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Logistics sector stakeholders eye policy initiatives to facilitate green transition in Budget 2023

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NEW DELHI : Fuel prices are a major cost component in the logistics industry and elevated fuel prices have an inflationary impact as the cost is passed onto to the end consumer. Stakeholders in the logistics sector have called for incentivising electric vehicles, especially for last mile delivery, not just for addressing high fuel cost pressures but for also to be able to address Environmental, Social, and Governance or ESG requirements, in the upcoming Union Budget 2023.

“Push for higher absorption of EVs (Electric Vehicles), particularly for the last mile connectivity through subsidy/incentives, has been an ongoing demand from the industry players for higher absorption of EVs for the sector,” said Suprio Banerjee, Vice President & Sector Head – Corporate Ratings, ICRA Ltd.

As per India’s Intended Nationally Determined Contribution submitted to United Nations Framework Convention on Climate Change, the country has committed to reduce emissions intensity of its GDP by 45% by 2030, from 2005 level.

Industry stakeholders outlined that the upcoming budget needs to address the environmental impact of the logistic operations and make progress towards achieving net-zero greenhouse gas emissions in logistics movements. The country aims to achieve its net-zero emissions target by 2070.

“..the budget needs to incentivize the implementation and adoption of EVs (electric vehicles) and renewable energy and other sustainable practices in terms of offering subsidy or tax benefits. It needs to propose subsidies on duties on the purchase of EV trailers to boost transition to EVs. EV adoption not only facilitates progress towards carbon-neutral logistics operations but also builds superior cost-efficiency in operations,” said Pirojshaw Sarkari, Chief Executive Officer, Gati Ltd.

Anil G. Verma, Executive Director and Chief Executive Officer at Godrej & Boyce and Yogesh Patel, Chief Financial Officer at Mahindra Logistics Ltd, outlined that the development of enabling charging infrastructure remains crucial.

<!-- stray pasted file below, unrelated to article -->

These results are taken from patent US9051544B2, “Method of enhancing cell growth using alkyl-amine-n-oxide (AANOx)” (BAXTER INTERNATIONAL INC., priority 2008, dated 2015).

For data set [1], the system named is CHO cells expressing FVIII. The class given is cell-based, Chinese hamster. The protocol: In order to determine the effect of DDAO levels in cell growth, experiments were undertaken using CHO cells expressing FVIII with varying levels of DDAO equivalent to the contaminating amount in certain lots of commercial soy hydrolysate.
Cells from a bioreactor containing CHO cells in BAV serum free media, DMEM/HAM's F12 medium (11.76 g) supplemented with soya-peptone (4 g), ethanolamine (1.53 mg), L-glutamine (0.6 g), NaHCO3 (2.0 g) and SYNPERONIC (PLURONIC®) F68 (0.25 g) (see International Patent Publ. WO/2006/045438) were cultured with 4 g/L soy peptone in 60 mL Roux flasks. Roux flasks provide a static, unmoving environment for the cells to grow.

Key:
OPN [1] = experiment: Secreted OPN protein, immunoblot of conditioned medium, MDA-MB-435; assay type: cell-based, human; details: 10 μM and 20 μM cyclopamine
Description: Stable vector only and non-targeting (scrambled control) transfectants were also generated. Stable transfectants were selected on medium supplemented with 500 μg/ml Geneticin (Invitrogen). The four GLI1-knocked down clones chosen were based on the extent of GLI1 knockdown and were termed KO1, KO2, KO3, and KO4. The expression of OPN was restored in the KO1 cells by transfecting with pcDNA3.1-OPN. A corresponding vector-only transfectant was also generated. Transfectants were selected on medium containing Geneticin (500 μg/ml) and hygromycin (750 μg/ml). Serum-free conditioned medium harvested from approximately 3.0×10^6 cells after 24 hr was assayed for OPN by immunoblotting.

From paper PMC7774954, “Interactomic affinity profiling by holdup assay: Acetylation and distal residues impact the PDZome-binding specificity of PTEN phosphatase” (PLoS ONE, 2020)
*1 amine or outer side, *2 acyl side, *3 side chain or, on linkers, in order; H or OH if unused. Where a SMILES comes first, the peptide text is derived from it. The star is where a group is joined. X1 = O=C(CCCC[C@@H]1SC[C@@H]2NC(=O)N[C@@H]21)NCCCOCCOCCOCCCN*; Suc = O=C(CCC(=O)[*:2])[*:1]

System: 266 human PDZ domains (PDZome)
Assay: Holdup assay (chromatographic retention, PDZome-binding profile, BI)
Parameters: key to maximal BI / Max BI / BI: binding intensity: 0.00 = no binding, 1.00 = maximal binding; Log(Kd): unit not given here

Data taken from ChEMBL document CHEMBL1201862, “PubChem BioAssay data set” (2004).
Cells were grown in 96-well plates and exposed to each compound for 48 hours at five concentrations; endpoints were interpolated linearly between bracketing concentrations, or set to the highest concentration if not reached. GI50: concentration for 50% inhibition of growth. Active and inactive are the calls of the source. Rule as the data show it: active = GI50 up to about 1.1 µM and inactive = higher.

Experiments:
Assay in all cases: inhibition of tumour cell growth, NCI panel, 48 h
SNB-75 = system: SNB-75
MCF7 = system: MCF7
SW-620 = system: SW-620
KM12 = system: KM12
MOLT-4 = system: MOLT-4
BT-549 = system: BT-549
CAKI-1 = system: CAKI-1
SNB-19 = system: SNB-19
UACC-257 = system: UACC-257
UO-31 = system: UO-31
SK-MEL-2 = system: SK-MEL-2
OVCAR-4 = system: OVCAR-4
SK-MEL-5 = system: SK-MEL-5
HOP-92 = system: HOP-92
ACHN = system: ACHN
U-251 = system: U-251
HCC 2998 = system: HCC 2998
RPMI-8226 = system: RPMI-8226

“The government may also consider introducing concessions for EV infrastructure installation, such as charging stations in additions to concessions for new EVs which can expedite the adoption of EVs for commercial purposes and speed up its presence in the last-mile delivery services,” added Yogesh Patel.

According to Raaja Kanwar, Chairman and Managing Director at Apollo Supply Chain and Apollo International Ltd, the budget should incorporate ESG parameters when structuring incentives which will help promote a more enabling ecosystem for ESG adoption across sectors and institutions.

The Ministry of Ports, Shipping and Waterways is working on developing a regulatory framework and alternate technology adoption roadmap for Green Shipping to foster carbon neutrality.

“The industry’s CO2 emissions have worsened over the years. Warehouses, ports, and freight transportation account for 11% of the world’s greenhouse gas emissions, and by 2050, the logistics sector is expected to be the top emitter of carbon dioxide. As a result, decarbonisation efforts are being made by logistics leaders,” said Karan Shaha, Co-founder and Chief Executive Officer, Vahak.

In order to be in conformity with the International Maritime Organization’s call for sustainable shipping, Indian ports are already taking steps such as driving solar and wind energy adoption.

Suresh Kumar R, Chief Executive Officer at Allcargo Logistics, outlined that time is also ripe to push for innovations aimed at development and adoption of green energy.

According to Zaiba Sarang, Co-founder, iThink Logistics, the industry can expect investments up to Rs. 2 lakh crore in port infrastructure to alleviate logistics inefficiencies.

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